Director: Shelly Chopra
Producer: Vidhu Vinod Chopra
Cast: Anil Kapoor, Sonam K Ahuja, Rajkummar Rao, Abhishek Duhan, Juhi Chawla, Brijendra Kala, Regina Cassandra, Seema Pahwa, Kanwaljeet
The movie has finally hit the screens and looks like the audience was waiting for the father-daughter duo Anil Kapoor and Sonam Kapoor to share the screen space. The audience has given positive review for the movie in spite of its sensitive content. Some people found the first half of the movie a bit confusing but the second half is surely good enough to keep you glued to your seats. Anil Kapoor is full of energy like always. Its a delight to watch Juhi Chawla on screen after a long time. Sonam and Rajkumar have performed well.
Times Of India
The film starts off with the traditional boy-meets-girl setup, where Sahil finds himself carried away by emotion. A random, but pretty girl, Sweety, grabs his hand and pulls him into a chase. And the boy, as you’d expect, falls in love and sets off on a path to track the girl down and profess his undying love. Most of the film’s first half is spent in setting up this rather old-fashioned portrayal of courtship. The girl’s loveable, but conservative Punjabi family is also pooled into the story as the usual Beeji (Madhumalti Kapoor), Veerji (Abhishek Duhan) and Papaji, Balbir (Anil Kapoor) bring in the quintessential family drama. The film spends a little too much time setting up the deliberate, but misleading track that is in essence, building up to Sweety’s ultimate confession. Once she does come-out and reveal that the romance between the boy and girl won’t materialise, the film too, changes gears.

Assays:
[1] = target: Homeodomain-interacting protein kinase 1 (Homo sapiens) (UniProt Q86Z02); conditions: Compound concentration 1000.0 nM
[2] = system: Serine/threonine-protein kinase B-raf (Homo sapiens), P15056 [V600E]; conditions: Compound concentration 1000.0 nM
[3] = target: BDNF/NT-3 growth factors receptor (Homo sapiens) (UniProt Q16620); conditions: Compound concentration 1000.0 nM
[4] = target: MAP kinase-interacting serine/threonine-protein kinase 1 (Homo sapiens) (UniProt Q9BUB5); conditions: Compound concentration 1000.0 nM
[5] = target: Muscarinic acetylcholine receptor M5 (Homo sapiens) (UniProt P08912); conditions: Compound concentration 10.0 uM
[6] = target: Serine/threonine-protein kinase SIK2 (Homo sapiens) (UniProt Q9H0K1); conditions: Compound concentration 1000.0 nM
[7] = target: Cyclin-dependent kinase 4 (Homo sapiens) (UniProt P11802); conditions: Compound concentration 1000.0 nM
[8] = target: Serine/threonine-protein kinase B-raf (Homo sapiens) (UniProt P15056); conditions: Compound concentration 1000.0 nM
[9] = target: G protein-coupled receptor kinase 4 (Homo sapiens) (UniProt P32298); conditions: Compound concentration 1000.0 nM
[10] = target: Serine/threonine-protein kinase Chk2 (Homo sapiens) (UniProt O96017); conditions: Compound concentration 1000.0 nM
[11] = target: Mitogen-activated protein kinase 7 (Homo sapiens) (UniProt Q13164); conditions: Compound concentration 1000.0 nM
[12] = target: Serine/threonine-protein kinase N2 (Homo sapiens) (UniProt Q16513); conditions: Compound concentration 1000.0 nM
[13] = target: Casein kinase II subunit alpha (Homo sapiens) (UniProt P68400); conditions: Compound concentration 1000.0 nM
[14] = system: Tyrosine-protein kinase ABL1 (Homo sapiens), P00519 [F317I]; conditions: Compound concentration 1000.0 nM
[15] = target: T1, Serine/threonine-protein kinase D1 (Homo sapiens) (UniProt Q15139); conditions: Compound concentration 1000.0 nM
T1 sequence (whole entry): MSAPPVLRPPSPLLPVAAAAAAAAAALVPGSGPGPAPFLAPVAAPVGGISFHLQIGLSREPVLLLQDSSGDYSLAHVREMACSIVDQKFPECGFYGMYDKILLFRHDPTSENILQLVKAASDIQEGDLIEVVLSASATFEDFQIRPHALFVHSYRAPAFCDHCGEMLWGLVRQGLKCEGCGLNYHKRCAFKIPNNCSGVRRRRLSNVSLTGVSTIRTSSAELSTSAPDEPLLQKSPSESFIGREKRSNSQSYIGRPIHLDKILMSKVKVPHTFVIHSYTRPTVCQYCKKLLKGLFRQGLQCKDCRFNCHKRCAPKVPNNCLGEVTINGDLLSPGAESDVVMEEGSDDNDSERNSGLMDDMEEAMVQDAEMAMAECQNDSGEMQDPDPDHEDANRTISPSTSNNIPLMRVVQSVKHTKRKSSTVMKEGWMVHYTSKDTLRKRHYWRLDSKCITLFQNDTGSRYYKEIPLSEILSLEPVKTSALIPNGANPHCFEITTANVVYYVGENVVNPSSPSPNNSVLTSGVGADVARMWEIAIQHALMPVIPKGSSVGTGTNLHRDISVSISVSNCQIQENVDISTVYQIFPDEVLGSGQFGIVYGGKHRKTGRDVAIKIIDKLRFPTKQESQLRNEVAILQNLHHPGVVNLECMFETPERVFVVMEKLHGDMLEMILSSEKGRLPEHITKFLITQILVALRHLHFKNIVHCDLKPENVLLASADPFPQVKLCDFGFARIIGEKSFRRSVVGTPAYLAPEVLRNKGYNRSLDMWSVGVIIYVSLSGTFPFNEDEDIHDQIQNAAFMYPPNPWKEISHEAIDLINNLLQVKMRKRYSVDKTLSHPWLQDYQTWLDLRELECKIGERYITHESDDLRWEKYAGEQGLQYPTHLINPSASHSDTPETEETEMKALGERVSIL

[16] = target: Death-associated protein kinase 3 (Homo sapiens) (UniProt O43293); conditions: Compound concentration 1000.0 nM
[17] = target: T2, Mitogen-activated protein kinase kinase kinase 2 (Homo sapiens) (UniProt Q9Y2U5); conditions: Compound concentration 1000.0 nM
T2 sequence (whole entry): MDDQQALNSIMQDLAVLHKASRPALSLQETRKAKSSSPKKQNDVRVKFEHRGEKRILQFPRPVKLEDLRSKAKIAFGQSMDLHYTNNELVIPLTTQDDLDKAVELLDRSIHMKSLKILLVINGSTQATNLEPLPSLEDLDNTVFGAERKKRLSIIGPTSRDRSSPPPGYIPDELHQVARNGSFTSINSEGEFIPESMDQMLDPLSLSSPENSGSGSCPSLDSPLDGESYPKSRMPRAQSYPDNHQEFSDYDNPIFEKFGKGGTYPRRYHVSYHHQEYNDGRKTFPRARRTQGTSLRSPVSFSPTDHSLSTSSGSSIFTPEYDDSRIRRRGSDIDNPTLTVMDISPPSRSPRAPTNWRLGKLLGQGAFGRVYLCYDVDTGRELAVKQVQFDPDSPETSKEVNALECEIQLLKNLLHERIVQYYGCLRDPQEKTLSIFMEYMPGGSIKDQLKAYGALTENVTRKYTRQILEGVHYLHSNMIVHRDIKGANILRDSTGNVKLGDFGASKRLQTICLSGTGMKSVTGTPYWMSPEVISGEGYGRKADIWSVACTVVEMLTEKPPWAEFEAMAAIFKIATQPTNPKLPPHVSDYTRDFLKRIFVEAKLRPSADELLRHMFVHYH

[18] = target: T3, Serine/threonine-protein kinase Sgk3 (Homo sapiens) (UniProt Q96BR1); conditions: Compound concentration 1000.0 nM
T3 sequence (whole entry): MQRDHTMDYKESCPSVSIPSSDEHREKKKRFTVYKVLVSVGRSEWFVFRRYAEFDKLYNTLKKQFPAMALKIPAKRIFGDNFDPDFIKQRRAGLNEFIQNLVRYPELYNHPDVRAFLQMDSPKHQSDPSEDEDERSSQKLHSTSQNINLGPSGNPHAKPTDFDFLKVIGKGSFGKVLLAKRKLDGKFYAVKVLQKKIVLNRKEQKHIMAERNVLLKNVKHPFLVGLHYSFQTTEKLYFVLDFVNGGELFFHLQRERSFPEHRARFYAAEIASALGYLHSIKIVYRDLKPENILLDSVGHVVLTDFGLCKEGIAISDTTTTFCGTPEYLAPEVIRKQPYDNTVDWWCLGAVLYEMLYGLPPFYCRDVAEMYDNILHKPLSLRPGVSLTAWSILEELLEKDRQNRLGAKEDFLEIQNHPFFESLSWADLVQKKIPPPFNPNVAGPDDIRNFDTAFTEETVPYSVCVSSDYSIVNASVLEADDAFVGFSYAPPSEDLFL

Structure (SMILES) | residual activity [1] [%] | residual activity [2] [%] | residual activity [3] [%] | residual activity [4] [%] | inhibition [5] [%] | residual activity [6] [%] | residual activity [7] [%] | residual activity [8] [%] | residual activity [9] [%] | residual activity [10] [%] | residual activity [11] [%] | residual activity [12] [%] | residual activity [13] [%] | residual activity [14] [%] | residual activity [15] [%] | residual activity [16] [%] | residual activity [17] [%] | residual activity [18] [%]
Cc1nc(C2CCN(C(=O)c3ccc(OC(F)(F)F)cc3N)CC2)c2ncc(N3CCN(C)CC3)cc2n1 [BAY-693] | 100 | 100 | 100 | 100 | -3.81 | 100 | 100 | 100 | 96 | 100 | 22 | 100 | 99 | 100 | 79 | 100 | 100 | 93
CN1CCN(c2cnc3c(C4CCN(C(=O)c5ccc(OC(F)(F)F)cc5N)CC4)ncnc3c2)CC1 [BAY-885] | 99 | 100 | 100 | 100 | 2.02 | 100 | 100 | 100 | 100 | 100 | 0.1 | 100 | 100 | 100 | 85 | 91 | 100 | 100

The bulk of the entertainment comes through the performances by Anil Kapoor, Juhi Chawla and Rajkummar Rao. Sonam K Ahuja plays the central role and while she does manage to bring in the required vulnerability to her character, she doesn’t always convince you of Sweety’s emotional conflict. But, some staggering performances by Anil Kapoor and Rajkummar Rao add a veritable punch to the proceedings. The adorable romantic comedy between Kapoor and Chawla is a sure-shot winner, too. Supporting performances by Madhumalti Kapoor, Abhishek Duhan, Regina, Seema Pahwa and Brijendra Kala are all top notch.
The first mainstream Hindi film that, somewhat tremulously, broaches the theme of same-sex love, Ek Ladki Ko Dekha Toh Aisa Laga is easy to relate to and grasp despite, or may be owing to, its essentially sanitised veneer. It sails to uncharted parts and travels miles, but it does so without rocking the boat too violently. In the end, it is a sensitive, tender and humour-laced melodrama that hinges as much on the relationship between a lonely, misunderstood small-town Punjab girl and her doting father as on the heroine’s sexual orientation, which drives her into a difficult-to-break shell.
The story is simple enough and is told in a manner that could be faulted for being overly chaste – the same-sex lovers embrace a few times but they do not as much as plant a kiss on each other’s cheeks, let alone lips – but the film achieves something far bigger than a Bollywood crowd-pleaser can. Ek Ladki Ko Dekha Toh Aisa Laga is a significant film because of its provenance (it comes from Vidhu Vinod Chopra’s production stable) and also because of the support of Bollywood actors who’ve dared. The warmth and wry wit that the film is couched in makes it that much better.
Ek Ladki Ko Dekha… goads the audience to think differently without trying to deviate from its primary purpose, which is to deliver entertainment. It does the latter well enough and yet does not overly dilute its off-kilter vision. No mean feat that.